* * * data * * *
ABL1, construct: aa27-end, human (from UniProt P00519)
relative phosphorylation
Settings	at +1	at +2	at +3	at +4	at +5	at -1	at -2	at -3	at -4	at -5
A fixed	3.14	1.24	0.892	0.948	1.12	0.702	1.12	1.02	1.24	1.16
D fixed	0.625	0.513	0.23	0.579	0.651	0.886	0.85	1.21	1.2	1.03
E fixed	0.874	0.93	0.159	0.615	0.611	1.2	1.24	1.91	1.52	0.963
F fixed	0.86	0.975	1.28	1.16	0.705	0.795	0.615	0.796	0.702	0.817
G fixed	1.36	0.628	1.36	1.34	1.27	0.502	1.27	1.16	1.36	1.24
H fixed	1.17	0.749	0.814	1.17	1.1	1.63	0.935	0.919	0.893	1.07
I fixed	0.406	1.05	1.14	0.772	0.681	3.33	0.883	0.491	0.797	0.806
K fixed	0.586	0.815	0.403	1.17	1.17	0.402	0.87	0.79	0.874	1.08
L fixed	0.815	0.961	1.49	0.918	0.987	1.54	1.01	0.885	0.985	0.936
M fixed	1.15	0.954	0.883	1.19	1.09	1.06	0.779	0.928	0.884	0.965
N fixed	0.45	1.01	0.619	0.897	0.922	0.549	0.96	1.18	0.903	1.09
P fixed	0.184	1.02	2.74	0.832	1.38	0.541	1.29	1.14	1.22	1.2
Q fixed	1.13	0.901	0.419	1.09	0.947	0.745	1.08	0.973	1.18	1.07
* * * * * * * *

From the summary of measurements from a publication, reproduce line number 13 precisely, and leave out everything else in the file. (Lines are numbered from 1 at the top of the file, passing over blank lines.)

M fixed	1.15	0.954	0.883	1.19	1.09	1.06	0.779	0.928	0.884	0.965